The history of Autism diagnosis far precedes the history of computers. They started diagnosing Autism in the ate 60s all though it was not all ways called that or disgusted as publicly as it is to-date. On another note there are a high number of autism diagnosis in underprivileged families families whom I would presume couldn’t afford computers. In my research it has been normally found that autism is genetically passed down but is triggered but outside or environmental influences in children or even adults that show the inability to filter out certain chemicals or, medicines in their system. Yes in some instances I am referring to vaccines but not all. [Admin edit: if you have evidence to support this assertion I would be interested to see it.] Some children whom have this genetic imperative can make it past the vaccine stage in their life with liver functioning properly but sometimes if they come to a point where they need chemo therapy or radiation treatment even it can push their body to far. There is a scientist in Chicago I plan to be interviewing next week who believes that Alzheimer’s and Parkinson’s disease are related similarly to the chemical deficiencies that autism has [Admin edit: feel free to clarify this point by confirming which chemicals are “deficient in autism”.] and is working on finding the exact link which could be used to prove that autism is an actual disease [Admin edit: try googling “autism is not a disease”.], to prove to those organizations that believe its nothing more than bad parenting.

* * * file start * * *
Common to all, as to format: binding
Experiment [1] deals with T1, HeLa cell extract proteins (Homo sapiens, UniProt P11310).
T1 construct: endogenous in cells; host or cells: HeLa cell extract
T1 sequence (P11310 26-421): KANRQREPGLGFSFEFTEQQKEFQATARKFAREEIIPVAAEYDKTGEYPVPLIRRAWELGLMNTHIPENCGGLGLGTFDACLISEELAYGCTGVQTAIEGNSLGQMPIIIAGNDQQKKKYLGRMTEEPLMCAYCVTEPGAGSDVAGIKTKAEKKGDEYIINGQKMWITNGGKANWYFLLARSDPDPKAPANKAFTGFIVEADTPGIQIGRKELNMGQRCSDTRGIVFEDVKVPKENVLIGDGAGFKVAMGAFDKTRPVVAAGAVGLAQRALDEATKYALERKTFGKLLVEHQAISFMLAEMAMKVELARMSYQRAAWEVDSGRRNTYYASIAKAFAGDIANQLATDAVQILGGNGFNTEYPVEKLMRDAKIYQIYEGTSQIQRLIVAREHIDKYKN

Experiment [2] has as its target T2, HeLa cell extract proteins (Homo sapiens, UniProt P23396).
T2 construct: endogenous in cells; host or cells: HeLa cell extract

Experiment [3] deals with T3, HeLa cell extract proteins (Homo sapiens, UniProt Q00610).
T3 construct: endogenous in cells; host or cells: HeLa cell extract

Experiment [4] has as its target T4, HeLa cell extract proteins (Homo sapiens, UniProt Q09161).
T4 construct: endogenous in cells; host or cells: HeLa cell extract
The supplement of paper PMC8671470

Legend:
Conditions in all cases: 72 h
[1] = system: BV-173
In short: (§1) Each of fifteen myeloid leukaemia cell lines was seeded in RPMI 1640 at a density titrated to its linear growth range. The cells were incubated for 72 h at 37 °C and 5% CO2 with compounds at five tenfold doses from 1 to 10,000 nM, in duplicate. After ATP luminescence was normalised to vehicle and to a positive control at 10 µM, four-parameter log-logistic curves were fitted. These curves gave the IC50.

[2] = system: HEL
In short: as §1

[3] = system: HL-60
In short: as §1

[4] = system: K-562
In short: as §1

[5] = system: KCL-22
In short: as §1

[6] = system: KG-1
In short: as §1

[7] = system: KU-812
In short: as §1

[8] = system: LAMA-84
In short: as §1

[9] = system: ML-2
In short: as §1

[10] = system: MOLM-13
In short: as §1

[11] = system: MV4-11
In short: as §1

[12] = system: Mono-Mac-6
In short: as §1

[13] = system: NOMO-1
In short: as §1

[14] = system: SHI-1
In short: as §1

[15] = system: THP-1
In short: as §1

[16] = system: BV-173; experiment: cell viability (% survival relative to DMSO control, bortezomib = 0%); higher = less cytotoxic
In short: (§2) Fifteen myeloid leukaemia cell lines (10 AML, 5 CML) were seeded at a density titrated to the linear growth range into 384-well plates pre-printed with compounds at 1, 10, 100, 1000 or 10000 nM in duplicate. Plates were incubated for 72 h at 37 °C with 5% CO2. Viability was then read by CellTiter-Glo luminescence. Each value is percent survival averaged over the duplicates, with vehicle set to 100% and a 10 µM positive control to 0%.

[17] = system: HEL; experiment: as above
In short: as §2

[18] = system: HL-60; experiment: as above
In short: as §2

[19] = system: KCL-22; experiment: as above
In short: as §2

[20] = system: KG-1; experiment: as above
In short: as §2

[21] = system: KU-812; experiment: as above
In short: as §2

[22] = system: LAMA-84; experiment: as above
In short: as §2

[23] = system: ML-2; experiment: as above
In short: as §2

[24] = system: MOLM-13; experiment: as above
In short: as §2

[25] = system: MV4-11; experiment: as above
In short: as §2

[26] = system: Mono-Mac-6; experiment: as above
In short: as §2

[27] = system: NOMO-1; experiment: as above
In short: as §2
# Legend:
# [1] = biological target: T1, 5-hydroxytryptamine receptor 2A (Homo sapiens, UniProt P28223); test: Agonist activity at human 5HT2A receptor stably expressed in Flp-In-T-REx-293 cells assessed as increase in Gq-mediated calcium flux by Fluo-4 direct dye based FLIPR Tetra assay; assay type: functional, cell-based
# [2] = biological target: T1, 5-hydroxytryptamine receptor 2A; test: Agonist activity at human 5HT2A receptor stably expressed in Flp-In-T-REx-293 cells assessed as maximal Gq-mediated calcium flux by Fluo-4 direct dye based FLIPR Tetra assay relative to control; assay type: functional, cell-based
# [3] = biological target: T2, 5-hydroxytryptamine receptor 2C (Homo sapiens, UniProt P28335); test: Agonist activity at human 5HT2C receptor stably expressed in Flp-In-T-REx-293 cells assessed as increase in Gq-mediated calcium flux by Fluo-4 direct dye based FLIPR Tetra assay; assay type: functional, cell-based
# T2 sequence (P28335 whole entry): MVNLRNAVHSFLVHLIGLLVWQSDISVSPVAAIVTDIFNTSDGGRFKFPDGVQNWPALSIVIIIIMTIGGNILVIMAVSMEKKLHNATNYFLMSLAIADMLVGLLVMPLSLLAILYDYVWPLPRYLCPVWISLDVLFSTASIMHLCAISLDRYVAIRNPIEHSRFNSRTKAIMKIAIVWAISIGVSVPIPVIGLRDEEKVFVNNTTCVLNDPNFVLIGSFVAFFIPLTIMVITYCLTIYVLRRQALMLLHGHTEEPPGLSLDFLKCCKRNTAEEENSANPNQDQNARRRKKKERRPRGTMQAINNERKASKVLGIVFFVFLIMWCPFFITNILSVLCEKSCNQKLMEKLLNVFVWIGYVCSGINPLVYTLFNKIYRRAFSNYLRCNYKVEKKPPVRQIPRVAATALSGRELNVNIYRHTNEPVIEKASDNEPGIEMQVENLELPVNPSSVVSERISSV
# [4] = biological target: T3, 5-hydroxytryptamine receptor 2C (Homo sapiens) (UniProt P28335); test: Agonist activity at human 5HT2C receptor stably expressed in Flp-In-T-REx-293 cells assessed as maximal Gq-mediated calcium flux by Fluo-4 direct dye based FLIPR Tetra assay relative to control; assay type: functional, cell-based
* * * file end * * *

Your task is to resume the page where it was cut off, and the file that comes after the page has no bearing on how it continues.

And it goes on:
6. British Scientist Loses Her Mind | SEO Backlinking - SEO and Online Reputation Management Blog said,

    […] reasons they thought so aren’t clear to me, but it could be her tendency to make assumptions without proper evidence, or her tendency to divide everything into dichotomies. […]

  7. The Promotion of Counterknowledge « jdc325’s Weblog said,

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  8. Prdctv Txts Mess Wth Yr Brane « Stuff And Nonsense said,

    […] to a piece in the Mail that drew heavily on Greenfield’s opinions, the current increase in autism could be linked to people spending time in “screen relationship… [Note: I have paraphrased Baroness Greenfield […]